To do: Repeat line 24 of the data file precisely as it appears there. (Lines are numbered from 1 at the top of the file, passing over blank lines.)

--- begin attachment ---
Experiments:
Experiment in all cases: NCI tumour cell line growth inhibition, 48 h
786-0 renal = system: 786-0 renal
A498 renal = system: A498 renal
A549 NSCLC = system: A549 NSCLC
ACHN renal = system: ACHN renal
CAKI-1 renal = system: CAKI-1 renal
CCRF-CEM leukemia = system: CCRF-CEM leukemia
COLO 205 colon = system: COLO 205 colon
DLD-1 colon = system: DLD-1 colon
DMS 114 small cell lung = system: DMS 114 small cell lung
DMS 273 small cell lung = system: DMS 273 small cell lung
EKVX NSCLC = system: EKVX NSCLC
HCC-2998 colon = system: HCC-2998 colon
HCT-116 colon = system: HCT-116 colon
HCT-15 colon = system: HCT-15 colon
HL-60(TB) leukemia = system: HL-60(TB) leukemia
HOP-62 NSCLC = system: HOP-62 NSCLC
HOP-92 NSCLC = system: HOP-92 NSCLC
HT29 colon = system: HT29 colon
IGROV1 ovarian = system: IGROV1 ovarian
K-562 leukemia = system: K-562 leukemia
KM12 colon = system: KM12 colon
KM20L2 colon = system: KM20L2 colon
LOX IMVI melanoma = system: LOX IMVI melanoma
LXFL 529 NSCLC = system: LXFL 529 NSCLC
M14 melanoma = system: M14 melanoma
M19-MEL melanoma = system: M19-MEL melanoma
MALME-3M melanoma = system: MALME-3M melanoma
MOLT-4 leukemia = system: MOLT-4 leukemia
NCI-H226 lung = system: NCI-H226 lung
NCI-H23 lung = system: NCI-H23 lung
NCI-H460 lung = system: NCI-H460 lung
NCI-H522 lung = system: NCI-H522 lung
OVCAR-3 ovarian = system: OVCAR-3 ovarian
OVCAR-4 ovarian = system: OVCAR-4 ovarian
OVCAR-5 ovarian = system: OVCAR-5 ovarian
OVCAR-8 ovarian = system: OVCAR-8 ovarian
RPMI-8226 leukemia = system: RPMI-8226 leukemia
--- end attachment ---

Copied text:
KM20L2 colon = system: KM20L2 colon